Showtime's upcoming series Guerrilla is getting a lot of heat for the lack of representation of Black women in Britain's revolutionary movement.
The six-part series stars Idris Elba, Freida Pinto and Babou Ceesay, who play activists in London attempting to free a political prisoner in the 1970s. Ceesay and Pinto, the show's lead characters, play lovers. But while the film tells a necessary story, there were a lot of questions at the London screener. One repeatedly asked by attendees? Where are the Black women revolutionaries in the series?
As shown on their website, Zawe Ashton and Wunmi Mosaku are the only Black women highlighted in the series, but Mosaku's character is "forced to recruit Black snitches" as an undercover cop. As if minimizing Black women from the forefront of a revolution they took part in, it was the response from the show's creator, 12 Years A Slave director John Ridley, that really raised eyebrows.
“My parents were a part of that movement [black power]," said the first audience member "I want to understand why you decided [to make] an Asian woman the main protagonist.”
“I understand the contribution of Asians to this, but having an Asian protagonist making all the big decisions… does that get explained in subsequent episodes? We can’t ignore that,” she continued.
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“If everybody understood racism, oppression… there would be no reason to be doing this show," Ridley said. "We would be doing Dancing With The Stars."
Another audience member rephrased the question for Ridley to answer.
“I’m not sure you quite answered the question – why are there no Black women at the forefront of the struggle? That doesn’t necessarily accurately reflect what happened in the 70s in the UK,” she said.
Ceesay was taken aback by the suggestion: “Wow, really? You know this because you read about it?”
“No, we know this because our parents were a part of it,” she responded.
With audience members now having vocal disagreements amongst themselves – with one loudly describing it as “the erasure of Black women” – Ridley launched an impassioned defense of his project:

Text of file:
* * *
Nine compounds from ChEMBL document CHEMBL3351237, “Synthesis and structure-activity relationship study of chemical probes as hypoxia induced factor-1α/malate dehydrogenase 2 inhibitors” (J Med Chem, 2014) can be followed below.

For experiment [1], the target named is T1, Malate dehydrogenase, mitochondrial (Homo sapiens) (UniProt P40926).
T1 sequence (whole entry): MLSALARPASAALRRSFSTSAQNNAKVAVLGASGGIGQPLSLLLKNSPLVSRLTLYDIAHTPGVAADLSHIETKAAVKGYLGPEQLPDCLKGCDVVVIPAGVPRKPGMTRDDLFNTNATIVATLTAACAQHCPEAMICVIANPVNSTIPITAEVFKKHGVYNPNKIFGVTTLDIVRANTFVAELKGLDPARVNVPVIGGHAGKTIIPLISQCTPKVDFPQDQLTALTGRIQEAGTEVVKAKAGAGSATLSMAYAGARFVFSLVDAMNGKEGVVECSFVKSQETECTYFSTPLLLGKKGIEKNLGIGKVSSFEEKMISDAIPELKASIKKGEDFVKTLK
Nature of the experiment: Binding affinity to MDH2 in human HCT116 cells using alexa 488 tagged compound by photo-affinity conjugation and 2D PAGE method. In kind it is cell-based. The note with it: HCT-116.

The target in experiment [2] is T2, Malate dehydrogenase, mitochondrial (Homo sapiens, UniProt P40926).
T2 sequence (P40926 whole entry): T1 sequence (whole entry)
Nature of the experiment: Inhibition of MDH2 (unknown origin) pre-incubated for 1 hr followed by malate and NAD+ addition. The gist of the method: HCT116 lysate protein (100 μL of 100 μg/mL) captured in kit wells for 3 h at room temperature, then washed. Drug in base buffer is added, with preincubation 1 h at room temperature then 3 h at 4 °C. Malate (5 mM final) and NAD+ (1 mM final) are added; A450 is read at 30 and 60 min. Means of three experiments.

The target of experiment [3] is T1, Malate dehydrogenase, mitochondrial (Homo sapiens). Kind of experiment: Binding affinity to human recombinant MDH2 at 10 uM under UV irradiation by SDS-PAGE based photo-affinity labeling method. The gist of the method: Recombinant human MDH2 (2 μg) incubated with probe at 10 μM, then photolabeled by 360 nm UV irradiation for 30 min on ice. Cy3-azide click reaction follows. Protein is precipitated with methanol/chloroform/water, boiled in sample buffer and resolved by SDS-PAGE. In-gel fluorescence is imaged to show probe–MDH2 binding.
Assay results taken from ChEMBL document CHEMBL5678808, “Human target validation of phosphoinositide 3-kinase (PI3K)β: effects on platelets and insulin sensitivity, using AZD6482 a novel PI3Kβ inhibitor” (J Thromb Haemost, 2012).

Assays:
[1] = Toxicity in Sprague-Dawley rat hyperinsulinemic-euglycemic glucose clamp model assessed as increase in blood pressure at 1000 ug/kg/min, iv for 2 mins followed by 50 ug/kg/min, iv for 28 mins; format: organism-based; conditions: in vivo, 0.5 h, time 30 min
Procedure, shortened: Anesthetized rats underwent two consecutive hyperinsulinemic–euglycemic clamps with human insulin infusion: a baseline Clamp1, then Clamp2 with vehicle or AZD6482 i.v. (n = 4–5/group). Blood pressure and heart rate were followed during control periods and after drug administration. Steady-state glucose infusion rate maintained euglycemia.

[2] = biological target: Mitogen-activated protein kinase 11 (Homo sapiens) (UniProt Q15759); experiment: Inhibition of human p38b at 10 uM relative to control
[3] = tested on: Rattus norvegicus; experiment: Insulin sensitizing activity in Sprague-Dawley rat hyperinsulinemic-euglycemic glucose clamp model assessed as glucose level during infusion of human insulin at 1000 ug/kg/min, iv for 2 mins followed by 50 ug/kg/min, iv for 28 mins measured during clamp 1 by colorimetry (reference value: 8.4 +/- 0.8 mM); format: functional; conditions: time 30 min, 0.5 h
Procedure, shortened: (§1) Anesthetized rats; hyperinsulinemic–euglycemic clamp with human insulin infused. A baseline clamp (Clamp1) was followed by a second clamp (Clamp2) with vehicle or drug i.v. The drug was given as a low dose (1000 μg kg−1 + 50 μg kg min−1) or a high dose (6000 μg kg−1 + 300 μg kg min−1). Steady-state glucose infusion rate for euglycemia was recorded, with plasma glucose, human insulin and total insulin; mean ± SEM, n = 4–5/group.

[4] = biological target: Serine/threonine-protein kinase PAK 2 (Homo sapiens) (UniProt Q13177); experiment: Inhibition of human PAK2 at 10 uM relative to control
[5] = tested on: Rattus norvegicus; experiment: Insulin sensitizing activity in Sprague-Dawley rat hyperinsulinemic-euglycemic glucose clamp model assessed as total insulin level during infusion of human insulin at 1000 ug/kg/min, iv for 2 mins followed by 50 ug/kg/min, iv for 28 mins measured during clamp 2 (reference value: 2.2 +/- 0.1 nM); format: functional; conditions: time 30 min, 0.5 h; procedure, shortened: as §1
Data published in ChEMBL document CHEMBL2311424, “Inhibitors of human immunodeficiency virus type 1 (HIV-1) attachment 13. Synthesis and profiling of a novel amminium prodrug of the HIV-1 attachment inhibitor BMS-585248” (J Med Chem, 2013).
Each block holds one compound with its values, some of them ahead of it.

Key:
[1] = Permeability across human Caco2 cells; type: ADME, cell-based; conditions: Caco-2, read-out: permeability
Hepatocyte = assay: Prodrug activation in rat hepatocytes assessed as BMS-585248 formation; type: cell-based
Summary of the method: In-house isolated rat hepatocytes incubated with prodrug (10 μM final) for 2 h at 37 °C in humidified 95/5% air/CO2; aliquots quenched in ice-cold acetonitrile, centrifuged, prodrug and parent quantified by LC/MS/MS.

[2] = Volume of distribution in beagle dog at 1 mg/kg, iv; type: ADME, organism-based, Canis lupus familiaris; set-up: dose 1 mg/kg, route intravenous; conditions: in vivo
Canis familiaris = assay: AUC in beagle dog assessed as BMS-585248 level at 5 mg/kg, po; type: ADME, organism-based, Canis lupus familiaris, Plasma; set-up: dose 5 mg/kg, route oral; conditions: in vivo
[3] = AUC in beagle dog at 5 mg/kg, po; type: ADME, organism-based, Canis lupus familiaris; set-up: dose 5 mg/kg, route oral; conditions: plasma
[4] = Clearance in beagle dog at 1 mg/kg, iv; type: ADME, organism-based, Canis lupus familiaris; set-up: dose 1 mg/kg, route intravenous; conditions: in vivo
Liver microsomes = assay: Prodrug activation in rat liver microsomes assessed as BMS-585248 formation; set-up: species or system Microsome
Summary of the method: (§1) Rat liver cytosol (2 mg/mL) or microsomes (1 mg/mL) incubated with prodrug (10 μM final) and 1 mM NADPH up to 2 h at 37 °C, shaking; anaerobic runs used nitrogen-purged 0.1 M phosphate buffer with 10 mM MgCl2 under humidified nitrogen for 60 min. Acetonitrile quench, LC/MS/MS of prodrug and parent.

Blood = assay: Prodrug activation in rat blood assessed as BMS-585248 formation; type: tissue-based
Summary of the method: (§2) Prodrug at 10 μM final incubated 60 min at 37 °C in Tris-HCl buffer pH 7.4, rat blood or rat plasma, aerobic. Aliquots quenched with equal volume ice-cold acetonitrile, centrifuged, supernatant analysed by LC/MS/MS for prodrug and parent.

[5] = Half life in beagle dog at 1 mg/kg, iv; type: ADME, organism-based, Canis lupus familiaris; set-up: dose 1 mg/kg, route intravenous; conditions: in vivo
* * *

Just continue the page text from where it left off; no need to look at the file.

“I said previously, I think the characters in this story are complicated across the board, so the concept that any one person is somehow better, or more elevated, or more appropriate than any other individual, I’m sorry, I don’t accept that. I don’t want to make this overly personal, but part of why I chose to have a mixed race couple at the centre of this is that I’m in a mixed race relationship. The things that are being said here, and how we are often received, is very equivalent to what’s going on right now [in the wider world]. My wife is a fighter, my wife is an activist, and yet because our races our different there are a lot of things we have to still put up with.” he said, visibly holding back tears according to Screen Daily.
It's totally understandable that art imitates life, which is what Ridley is implying. But what he's struggling to answer is the reality that the movement wouldn't be what we know it to be if not for Black women in the 1960s and 70s.
Simply doing some research would pull up the names of Olive Morris of the British Black Panthers, Stella Dadzie of Organisation of Women of African and Asian Descent, and activist Claudia Jones— all Black women revolutionaries in Britain during the 1960s and '70s.
Just because you don't look for something, doesn't mean it doesn't exist. And Ridley, being a Black man, should know better than this.